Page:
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Emergent slot machine gambling: A relational frame theory approach. / Alice Elizabeth Hoon
Swansea University Author: Alice Elizabeth Hoon
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It has been suggested that gambling behaviour may not be solely controlled by schedules of reinforcement, but may be under the control of verbal behaviour. Relational frame theory is a contemporary account of verbal behaviour which may be able to account for aspects of gambling behaviour that cannot...
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It has been suggested that gambling behaviour may not be solely controlled by schedules of reinforcement, but may be under the control of verbal behaviour. Relational frame theory is a contemporary account of verbal behaviour which may be able to account for aspects of gambling behaviour that cannot be explained by a pure schedule of reinforcement account. Chapter 2 demonstrated that contextual cues may influence preferences for concurrently available slot-machines, thus overriding the contingencies of reinforcement in place. Chapter 3 demonstrated that the presence of accurate or inaccurate rules may influence slot-machine choice and affect gambling persistence. Participants that received inaccurate rules regarding the payout probability of a slot machine, gambled for longer than those given accurate rules. Chapter 4 reported that the discriminative functions of slot-machines could be transformed in accordance with derived same and opposite relations, such that participants showed preferences for slot-machines that had never been experienced before. Chapter 5 demonstrated that not only could preferences for concurrently available slot machines be transformed in accordance with derived comparative relations, but found that preferences for slot machines increased relative to the relational network that had been trained. In Chapter 6, ratings of wins, near-misses and losses on a computer simulated slot-machine could be altered in accordance with derived same and opposite relations, and could even override the non-arbitrary properties of a slot-machine. It was concluded that gambling is verbal behaviour and can be accounted for by derived relations and the transformation of function. These findings may explain instances of gambling behaviour which cannot be accounted for by the direct acting contingencies.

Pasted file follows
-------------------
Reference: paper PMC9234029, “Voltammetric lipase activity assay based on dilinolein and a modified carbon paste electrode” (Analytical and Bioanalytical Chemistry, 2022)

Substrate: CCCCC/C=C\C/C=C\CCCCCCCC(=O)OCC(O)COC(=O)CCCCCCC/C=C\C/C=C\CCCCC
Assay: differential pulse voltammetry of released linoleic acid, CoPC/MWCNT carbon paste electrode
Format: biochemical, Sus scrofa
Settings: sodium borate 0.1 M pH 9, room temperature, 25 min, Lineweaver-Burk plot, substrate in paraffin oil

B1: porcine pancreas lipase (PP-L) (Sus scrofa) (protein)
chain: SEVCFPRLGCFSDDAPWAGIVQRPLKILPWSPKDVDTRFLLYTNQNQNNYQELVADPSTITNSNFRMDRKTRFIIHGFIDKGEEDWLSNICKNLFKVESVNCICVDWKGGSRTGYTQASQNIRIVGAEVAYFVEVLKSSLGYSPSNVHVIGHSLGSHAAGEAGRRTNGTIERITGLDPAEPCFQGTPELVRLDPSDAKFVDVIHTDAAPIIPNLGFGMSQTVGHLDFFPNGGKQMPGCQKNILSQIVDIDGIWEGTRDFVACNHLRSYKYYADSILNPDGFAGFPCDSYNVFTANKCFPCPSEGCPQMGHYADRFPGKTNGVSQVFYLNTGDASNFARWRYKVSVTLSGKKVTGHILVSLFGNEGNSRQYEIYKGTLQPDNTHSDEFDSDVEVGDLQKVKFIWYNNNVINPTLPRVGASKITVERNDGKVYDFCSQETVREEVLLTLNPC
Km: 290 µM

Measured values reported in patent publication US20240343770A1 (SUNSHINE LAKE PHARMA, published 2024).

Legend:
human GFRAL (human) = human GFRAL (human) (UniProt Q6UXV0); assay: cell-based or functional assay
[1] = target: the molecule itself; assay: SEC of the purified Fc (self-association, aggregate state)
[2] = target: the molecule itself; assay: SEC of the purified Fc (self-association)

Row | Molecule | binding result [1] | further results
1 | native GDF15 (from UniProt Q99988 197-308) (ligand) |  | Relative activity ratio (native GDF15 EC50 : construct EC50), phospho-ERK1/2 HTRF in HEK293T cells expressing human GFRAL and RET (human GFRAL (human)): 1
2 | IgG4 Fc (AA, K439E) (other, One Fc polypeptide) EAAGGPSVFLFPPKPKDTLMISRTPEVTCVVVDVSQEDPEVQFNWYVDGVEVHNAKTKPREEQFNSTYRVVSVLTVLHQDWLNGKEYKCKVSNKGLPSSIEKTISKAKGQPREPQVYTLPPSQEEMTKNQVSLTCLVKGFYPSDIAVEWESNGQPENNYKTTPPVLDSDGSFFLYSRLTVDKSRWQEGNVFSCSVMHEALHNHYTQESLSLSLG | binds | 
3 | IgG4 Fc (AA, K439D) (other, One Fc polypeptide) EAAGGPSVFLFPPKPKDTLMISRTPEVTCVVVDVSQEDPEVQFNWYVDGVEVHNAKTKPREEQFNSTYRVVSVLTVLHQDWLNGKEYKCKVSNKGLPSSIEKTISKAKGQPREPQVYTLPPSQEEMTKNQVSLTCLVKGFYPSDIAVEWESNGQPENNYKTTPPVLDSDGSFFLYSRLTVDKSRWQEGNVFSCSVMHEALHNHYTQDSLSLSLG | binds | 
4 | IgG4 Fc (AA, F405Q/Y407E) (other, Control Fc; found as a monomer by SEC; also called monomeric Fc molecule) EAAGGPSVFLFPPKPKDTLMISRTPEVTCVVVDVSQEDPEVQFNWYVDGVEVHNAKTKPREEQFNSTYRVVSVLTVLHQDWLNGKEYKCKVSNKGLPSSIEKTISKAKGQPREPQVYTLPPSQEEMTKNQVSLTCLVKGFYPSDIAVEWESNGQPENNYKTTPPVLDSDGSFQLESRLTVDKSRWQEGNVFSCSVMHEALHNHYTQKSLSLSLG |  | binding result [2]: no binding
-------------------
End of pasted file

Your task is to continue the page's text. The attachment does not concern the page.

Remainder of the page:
College of Human and Health Sciences